Status:             Ongoing
Primary Funding:    CDEP


Summary:            Drought conditions befell the southeast U.S. in late 2005 and, depending on the
                    metric, may be continuing. Analyses of monthly precipitation for the southeast
                    were instigated in support of the NOAA Climate Attribution effort headed by
                    Martin Hoerling of NOAA ESRL. Time series of annual precipitation for the
                    region were related to global sea surface temperature (SST) anomalies to identify
                    regions where slowly evolving ocean conditions may be contributing to the
                    drought. Future work is to analyze total column soil moisture output for the region
                    from an hydrological model driven by temperature, precipitation, pressure and
                    other meteorological observations (Justin Sheffield and Eric Wood, Princeton
                    University). Analysis of the 60-year record of the hydrological model will suggest
                    the degree to which the drought conditions are contributed to by local processes.

                    Droughts have historically been a feature of the U.S. climate and have dominated
                    the climate of the southwest for the last decade. Future simulations that are part of
                    the Intergovernmental Panel on Climate Change (IPCC) suggest that droughts in
                    the southern U.S. and other parts of the world may be a manifestation of the
                    secular increase in atmospheric CO2 concentrations. Documenting and
                    understanding the processes responsible for present drought conditions will be very
                    useful for water resource planners, and may suggest processes that should be
                    included in future IPCC analyses.
Key Stakeholders:   [Identify categories of major stakeholders that are either known or likely to be the
                    major benefactors of this work. Where possible, identify the organizations e.g.,
                    Bureau of Reclamation, US Forest Service, Swinomish Tribal Community]
                      __ Federal resource management agencies, e.g.: [add examples]
                      __ State agencies, e.g.: [add examples]
                      __ Local agencies, e.g.: [add examples]
                      __ Tribes, e.g.: [add examples]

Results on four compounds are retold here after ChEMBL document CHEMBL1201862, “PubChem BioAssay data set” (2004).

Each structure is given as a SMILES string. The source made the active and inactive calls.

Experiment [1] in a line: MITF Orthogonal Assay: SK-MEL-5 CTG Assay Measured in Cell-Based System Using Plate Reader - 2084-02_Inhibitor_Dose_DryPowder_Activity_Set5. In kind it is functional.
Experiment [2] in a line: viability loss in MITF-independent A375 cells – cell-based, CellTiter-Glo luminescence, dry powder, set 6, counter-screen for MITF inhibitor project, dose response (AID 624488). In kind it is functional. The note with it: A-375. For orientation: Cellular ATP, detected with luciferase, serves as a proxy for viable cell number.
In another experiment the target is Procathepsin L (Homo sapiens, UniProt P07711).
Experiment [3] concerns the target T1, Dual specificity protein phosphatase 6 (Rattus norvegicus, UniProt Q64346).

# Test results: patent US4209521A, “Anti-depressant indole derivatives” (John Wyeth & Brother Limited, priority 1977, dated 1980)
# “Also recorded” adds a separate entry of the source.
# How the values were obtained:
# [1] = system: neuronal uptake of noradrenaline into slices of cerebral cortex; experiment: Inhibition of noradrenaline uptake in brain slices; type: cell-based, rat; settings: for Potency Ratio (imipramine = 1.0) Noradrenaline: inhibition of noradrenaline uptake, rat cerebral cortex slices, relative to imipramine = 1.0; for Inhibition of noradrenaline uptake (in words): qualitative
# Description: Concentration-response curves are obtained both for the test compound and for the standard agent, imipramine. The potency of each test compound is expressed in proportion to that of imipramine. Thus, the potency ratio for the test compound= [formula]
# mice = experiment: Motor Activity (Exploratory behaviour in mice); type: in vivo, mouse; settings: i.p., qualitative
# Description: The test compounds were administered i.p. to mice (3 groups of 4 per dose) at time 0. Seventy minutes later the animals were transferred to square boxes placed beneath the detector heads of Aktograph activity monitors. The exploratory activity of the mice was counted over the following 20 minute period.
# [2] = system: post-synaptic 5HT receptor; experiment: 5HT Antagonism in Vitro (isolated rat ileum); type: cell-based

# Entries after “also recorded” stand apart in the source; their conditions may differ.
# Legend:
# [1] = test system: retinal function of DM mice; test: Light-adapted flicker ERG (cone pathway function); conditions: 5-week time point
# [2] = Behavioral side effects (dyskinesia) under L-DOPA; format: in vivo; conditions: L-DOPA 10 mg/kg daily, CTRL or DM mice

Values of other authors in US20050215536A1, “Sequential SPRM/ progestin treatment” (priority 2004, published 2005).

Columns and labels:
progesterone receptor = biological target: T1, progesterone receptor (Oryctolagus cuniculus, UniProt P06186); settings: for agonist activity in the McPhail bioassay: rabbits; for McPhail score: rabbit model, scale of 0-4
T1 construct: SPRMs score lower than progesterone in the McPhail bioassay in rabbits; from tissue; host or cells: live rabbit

__ Academia, e.g.: [add examples]
                      __ Private sector, e.g.: [add examples]
                      __ Non-profit community, e.g.: [add examples]
                      __ Other (please specify): [add examples]

 Publications:        [list any relevant publications from the last year]
 Tools/Models/Data    [Provide brief information on any tools/models/data sets developed or otherwise
 Sets:                improved, including why it is significant].
 Success Stories:     [Where relevant, identify any success stories related to the research. These may
                      include examples of how the work is being used by stakeholders; inclusion in high
                      profile reports or other documents; important presentations; or other examples
                      that help illustrate the value of the work]

Theme 3. Climate Data and Information

Project Title:       Global, National, and Regional Climate Data Sets
Project Code:        CLIM-3B
CSES Personnel:      Todd Mitchell
Status:              Ongoing
Primary Funding:     ??? (was CDEP, RISA)


Summary:             CSES provides a large collection of gridded instrumental data sets (primarily
                     temperature and precipitation, but also pressure and winds, and others) on the
                     World Wide Web (WWW) as a resource to the UW, national, and global
                     community (http://cses.washington.edu/data/data.shtml). A large number of data
                     sets are available on the WWW, but they are often distributed in formats that
                     cannot be ingested into commonly used analysis software. Other data sets are so
                     large as to be prohibitively slow to analyze.

                     The project provides gridded data fields in a “common data format” that can be
                     read by GIS and widely used geophysical software. Several large domain data sets
                     have also been subsetted for subregions such as the Pacific Northwest. The WWW
                     page also provides timeseries of climate variables that were developed at JISAO,
                     for example monthly Sahel precipitation, several indicators of El Nino/Southern
                     Oscillation indices, and Washington coast sea surface temperatures, that are of
                     interest to both local and foreign researchers. All of the time series are easily
                     ingested by Excel software.

                     Simple analyses of the grand mean, seasonal cycle, and interannual variability are
                     also provided for each field and timeseries as a resource for talks. A new effort is
                    underway to provide climatology analyses in the format that can be viewed by
                    Google Earth software, and they are expected to be very useful as an educational
                    resource.


Collaborators:      NOAA Pacific Marine Environmental Laboratory
Key Stakeholders:   [Identify categories of major stakeholders that are either known or likely to be the
                    major benefactors of this work. Where possible, identify the organizations e.g.,
                    Bureau of Reclamation, US Forest Service, Swinomish Tribal Community]

                    __ Federal resource management agencies, e.g.: [add examples]
                    __ State agencies, e.g.: [add examples]